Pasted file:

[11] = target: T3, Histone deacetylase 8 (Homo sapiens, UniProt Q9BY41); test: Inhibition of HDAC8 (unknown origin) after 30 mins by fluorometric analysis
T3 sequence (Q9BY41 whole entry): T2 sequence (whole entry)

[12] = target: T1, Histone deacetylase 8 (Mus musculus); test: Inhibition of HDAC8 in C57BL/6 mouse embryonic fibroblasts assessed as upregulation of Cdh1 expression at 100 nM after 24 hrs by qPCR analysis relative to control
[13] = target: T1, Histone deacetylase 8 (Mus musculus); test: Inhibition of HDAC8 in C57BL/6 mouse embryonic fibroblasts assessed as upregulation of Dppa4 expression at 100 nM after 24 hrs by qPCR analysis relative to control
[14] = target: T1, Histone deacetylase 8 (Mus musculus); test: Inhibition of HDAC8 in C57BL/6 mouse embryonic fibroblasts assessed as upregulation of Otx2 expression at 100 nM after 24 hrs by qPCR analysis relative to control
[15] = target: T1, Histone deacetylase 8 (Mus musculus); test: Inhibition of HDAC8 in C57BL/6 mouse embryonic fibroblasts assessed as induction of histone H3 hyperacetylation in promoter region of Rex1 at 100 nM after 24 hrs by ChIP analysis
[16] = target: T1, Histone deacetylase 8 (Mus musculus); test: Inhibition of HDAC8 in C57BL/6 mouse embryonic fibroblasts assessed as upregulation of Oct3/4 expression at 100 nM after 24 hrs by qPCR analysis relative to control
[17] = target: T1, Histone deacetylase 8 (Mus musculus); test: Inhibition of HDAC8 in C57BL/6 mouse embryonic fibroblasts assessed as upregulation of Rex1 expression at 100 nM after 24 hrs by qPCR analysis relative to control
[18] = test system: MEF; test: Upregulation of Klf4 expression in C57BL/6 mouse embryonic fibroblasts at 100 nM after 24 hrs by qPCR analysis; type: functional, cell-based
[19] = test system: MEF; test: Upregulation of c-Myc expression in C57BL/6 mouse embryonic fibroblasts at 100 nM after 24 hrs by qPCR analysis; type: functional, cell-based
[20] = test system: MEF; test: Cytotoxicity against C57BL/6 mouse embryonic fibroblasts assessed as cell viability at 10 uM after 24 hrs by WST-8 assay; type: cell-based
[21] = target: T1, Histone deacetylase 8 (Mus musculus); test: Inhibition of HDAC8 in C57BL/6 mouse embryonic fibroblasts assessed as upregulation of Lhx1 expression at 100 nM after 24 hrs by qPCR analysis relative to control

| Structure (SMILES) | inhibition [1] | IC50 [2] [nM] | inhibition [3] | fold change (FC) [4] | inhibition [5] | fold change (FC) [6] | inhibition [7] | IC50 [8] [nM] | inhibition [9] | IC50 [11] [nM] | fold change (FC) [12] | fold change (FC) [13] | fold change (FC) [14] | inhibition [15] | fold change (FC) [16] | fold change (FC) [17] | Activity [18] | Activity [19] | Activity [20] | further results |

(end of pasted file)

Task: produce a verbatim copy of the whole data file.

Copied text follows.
[11] = target: T3, Histone deacetylase 8 (Homo sapiens, UniProt Q9BY41); test: Inhibition of HDAC8 (unknown origin) after 30 mins by fluorometric analysis
T3 sequence (Q9BY41 whole entry): T2 sequence (whole entry)

[12] = target: T1, Histone deacetylase 8 (Mus musculus); test: Inhibition of HDAC8 in C57BL/6 mouse embryonic fibroblasts assessed as upregulation of Cdh1 expression at 100 nM after 24 hrs by qPCR analysis relative to control
[13] = target: T1, Histone deacetylase 8 (Mus musculus); test: Inhibition of HDAC8 in C57BL/6 mouse embryonic fibroblasts assessed as upregulation of Dppa4 expression at 100 nM after 24 hrs by qPCR analysis relative to control
[14] = target: T1, Histone deacetylase 8 (Mus musculus); test: Inhibition of HDAC8 in C57BL/6 mouse embryonic fibroblasts assessed as upregulation of Otx2 expression at 100 nM after 24 hrs by qPCR analysis relative to control
[15] = target: T1, Histone deacetylase 8 (Mus musculus); test: Inhibition of HDAC8 in C57BL/6 mouse embryonic fibroblasts assessed as induction of histone H3 hyperacetylation in promoter region of Rex1 at 100 nM after 24 hrs by ChIP analysis
[16] = target: T1, Histone deacetylase 8 (Mus musculus); test: Inhibition of HDAC8 in C57BL/6 mouse embryonic fibroblasts assessed as upregulation of Oct3/4 expression at 100 nM after 24 hrs by qPCR analysis relative to control
[17] = target: T1, Histone deacetylase 8 (Mus musculus); test: Inhibition of HDAC8 in C57BL/6 mouse embryonic fibroblasts assessed as upregulation of Rex1 expression at 100 nM after 24 hrs by qPCR analysis relative to control
[18] = test system: MEF; test: Upregulation of Klf4 expression in C57BL/6 mouse embryonic fibroblasts at 100 nM after 24 hrs by qPCR analysis; type: functional, cell-based
[19] = test system: MEF; test: Upregulation of c-Myc expression in C57BL/6 mouse embryonic fibroblasts at 100 nM after 24 hrs by qPCR analysis; type: functional, cell-based
[20] = test system: MEF; test: Cytotoxicity against C57BL/6 mouse embryonic fibroblasts assessed as cell viability at 10 uM after 24 hrs by WST-8 assay; type: cell-based
[21] = target: T1, Histone deacetylase 8 (Mus musculus); test: Inhibition of HDAC8 in C57BL/6 mouse embryonic fibroblasts assessed as upregulation of Lhx1 expression at 100 nM after 24 hrs by qPCR analysis relative to control

| Structure (SMILES) | inhibition [1] | IC50 [2] [nM] | inhibition [3] | fold change (FC) [4] | inhibition [5] | fold change (FC) [6] | inhibition [7] | IC50 [8] [nM] | inhibition [9] | IC50 [11] [nM] | fold change (FC) [12] | fold change (FC) [13] | fold change (FC) [14] | inhibition [15] | fold change (FC) [16] | fold change (FC) [17] | Activity [18] | Activity [19] | Activity [20] | further results |